Have you ever noticed an item on your menu that seems to be selling less than all the others and you have no idea why?It could be an appetiser or entree that you worked your guts out to perfect, but no matter what you do, it just won’t sell. So where did you go wrong?
As with email marketing, you could be thinking that you have ticked off the requisite items on your checklist, but the conversions are just ain’t happening and you are left scratching your head, wondering what on earth did you miss.
Before you give up and assume that email marketing doesn’t work for your food and beverage business, let us spill the beans on why your email marketing sucks.
You are being inconsistent
In any form of marketing, consistency is key. It is no exception for email marketing. Jake Sorofman, the vice president of Gartner, stated that “consistency will always trump delight”, emphasising how delivering a steadfast brand position and corresponding coherent message in all the emails that you are sending to your customers.
If your brand is deeply associated with, for example, traditional Asian bakery, don’t expect an email shouting about a Christmas log cake promotion is going to get you any traction.
Consistency also comes in the form of disciplined, regular sending of emails, even when you don’t feel like it, or have nothing to say. Put in the effort to share (more) about your brand and the food that you sell. It can be about why you started the business or the different approach you take to cooking; there will always be something interesting about your F&B business that will captivate your customers. Pretty soon, your efforts will pay off and your customers will look forward to receiving your next email and act upon it.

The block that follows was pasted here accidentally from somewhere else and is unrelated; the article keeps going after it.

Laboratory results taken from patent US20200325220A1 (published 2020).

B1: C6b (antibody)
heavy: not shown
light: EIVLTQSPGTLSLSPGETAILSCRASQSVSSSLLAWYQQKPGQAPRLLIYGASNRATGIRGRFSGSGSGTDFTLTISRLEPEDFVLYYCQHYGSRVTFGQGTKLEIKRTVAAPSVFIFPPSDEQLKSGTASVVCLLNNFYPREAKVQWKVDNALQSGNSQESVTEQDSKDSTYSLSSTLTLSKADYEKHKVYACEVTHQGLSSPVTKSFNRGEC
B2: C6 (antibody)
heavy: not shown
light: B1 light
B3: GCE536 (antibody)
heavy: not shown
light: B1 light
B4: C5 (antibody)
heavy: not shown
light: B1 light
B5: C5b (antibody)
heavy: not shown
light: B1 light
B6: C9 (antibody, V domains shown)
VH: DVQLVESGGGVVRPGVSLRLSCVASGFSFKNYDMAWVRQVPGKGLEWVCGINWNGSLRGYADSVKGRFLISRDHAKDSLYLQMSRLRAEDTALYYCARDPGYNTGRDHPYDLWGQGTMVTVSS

Be careful though, not to get overzealous with your email sending and bombard your customers with tons of emails every week to the point that they feel annoyed and unsubscribe from your mailing list. Also, you don’t want to be too infrequent that you become forgettable and eventually an alien brand to your audience. You have to find the right balance in terms of frequency so that your customers feel good about receiving your email whenever you send to them.
The subject line isn’t interesting enough
Nobody is ever going to know that you just created the world’s tastiest cheesecake if everyone takes one glance at your email’s subject line and goes “meh”, then skips to the next email, or worse, click “delete” on yours.
In email marketing, first impressions absolutely count and the zero moment of truth happens right at the moment when your target audience reads your email subject line.
Here are some tips for writing effective subject lines:
- Be descriptive, not vague – Your email open rate isn’t going to improve with something as vague as “New item on our menu”. Instead, something like “25% Off The New Pizza That’s Dropping On Our Menu This Weekend!”will immediately make your customers sit up and take notice, becoming curious enough to click on the email to read in details.
- Don’t use bombastic words – Keep your subject line clean and easy to understand with simple language, so that your audience gets the intent right away, without needing to second guess. Also, using superfluous words will make your message come across as fluffy, which can be detrimental to your brand image. The modern consumer values authenticity above all else. Ignore this at your own peril.
- Mind your characters – While we encourage that your subject line has to be descriptive, don’t get too long-winded or your audience may not be bothered with reading the whole thing and you end up losing the plot. According to data from Return Path, 65 characters seems to be a sweet spot for email subject lines, which is about 15 characters more than the average subject line. When subject lines are 61-70 characters long, they tend to get read.
You sell too much
Of course, the goal of your email marketing activities at the end of the day is to create more sales and generate more revenue for your business. However, nobody likes to be sold to.